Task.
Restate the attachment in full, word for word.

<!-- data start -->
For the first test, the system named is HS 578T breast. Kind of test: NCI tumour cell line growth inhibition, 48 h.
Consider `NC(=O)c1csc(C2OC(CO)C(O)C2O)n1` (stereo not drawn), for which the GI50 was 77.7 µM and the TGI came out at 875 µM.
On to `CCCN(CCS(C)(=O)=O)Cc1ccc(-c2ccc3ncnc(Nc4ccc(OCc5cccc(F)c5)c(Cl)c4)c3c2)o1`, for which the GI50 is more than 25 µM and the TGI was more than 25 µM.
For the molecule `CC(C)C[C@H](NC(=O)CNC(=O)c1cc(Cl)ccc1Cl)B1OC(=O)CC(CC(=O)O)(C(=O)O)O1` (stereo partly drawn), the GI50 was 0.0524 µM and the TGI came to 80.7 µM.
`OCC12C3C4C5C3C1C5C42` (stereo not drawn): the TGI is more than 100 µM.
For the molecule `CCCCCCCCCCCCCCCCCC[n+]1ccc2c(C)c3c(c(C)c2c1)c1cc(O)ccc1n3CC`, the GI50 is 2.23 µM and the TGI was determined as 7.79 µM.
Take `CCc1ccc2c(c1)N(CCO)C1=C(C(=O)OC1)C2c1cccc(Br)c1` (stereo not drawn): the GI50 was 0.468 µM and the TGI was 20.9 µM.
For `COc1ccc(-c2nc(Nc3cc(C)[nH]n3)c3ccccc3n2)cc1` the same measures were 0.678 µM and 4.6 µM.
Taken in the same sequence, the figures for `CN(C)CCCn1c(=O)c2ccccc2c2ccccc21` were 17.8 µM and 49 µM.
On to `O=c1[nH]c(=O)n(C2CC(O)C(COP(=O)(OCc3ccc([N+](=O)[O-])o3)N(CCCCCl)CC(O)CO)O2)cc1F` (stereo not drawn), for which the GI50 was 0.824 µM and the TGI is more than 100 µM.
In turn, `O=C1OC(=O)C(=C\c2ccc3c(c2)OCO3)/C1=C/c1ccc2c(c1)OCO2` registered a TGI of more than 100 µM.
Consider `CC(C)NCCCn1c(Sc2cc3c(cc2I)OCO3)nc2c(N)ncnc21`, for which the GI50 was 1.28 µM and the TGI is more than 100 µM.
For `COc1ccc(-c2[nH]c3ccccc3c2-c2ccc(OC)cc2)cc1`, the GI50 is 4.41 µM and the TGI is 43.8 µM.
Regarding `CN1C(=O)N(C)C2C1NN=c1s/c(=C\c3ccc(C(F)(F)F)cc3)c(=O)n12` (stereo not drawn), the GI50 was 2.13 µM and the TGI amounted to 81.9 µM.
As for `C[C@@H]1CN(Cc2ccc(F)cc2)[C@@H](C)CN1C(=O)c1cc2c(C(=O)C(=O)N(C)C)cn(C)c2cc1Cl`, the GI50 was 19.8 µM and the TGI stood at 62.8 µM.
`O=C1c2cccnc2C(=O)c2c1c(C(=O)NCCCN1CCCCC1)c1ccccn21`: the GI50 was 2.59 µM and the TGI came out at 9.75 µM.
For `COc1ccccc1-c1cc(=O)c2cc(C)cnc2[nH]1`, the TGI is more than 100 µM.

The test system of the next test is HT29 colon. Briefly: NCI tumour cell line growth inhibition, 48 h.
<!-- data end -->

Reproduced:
For the first test, the system named is HS 578T breast. Kind of test: NCI tumour cell line growth inhibition, 48 h.
Consider `NC(=O)c1csc(C2OC(CO)C(O)C2O)n1` (stereo not drawn), for which the GI50 was 77.7 µM and the TGI came out at 875 µM.
On to `CCCN(CCS(C)(=O)=O)Cc1ccc(-c2ccc3ncnc(Nc4ccc(OCc5cccc(F)c5)c(Cl)c4)c3c2)o1`, for which the GI50 is more than 25 µM and the TGI was more than 25 µM.
For the molecule `CC(C)C[C@H](NC(=O)CNC(=O)c1cc(Cl)ccc1Cl)B1OC(=O)CC(CC(=O)O)(C(=O)O)O1` (stereo partly drawn), the GI50 was 0.0524 µM and the TGI came to 80.7 µM.
`OCC12C3C4C5C3C1C5C42` (stereo not drawn): the TGI is more than 100 µM.
For the molecule `CCCCCCCCCCCCCCCCCC[n+]1ccc2c(C)c3c(c(C)c2c1)c1cc(O)ccc1n3CC`, the GI50 is 2.23 µM and the TGI was determined as 7.79 µM.
Take `CCc1ccc2c(c1)N(CCO)C1=C(C(=O)OC1)C2c1cccc(Br)c1` (stereo not drawn): the GI50 was 0.468 µM and the TGI was 20.9 µM.
For `COc1ccc(-c2nc(Nc3cc(C)[nH]n3)c3ccccc3n2)cc1` the same measures were 0.678 µM and 4.6 µM.
Taken in the same sequence, the figures for `CN(C)CCCn1c(=O)c2ccccc2c2ccccc21` were 17.8 µM and 49 µM.
On to `O=c1[nH]c(=O)n(C2CC(O)C(COP(=O)(OCc3ccc([N+](=O)[O-])o3)N(CCCCCl)CC(O)CO)O2)cc1F` (stereo not drawn), for which the GI50 was 0.824 µM and the TGI is more than 100 µM.
In turn, `O=C1OC(=O)C(=C\c2ccc3c(c2)OCO3)/C1=C/c1ccc2c(c1)OCO2` registered a TGI of more than 100 µM.
Consider `CC(C)NCCCn1c(Sc2cc3c(cc2I)OCO3)nc2c(N)ncnc21`, for which the GI50 was 1.28 µM and the TGI is more than 100 µM.
For `COc1ccc(-c2[nH]c3ccccc3c2-c2ccc(OC)cc2)cc1`, the GI50 is 4.41 µM and the TGI is 43.8 µM.
Regarding `CN1C(=O)N(C)C2C1NN=c1s/c(=C\c3ccc(C(F)(F)F)cc3)c(=O)n12` (stereo not drawn), the GI50 was 2.13 µM and the TGI amounted to 81.9 µM.
As for `C[C@@H]1CN(Cc2ccc(F)cc2)[C@@H](C)CN1C(=O)c1cc2c(C(=O)C(=O)N(C)C)cn(C)c2cc1Cl`, the GI50 was 19.8 µM and the TGI stood at 62.8 µM.
`O=C1c2cccnc2C(=O)c2c1c(C(=O)NCCCN1CCCCC1)c1ccccn21`: the GI50 was 2.59 µM and the TGI came out at 9.75 µM.
For `COc1ccccc1-c1cc(=O)c2cc(C)cnc2[nH]1`, the TGI is more than 100 µM.

The test system of the next test is HT29 colon. Briefly: NCI tumour cell line growth inhibition, 48 h.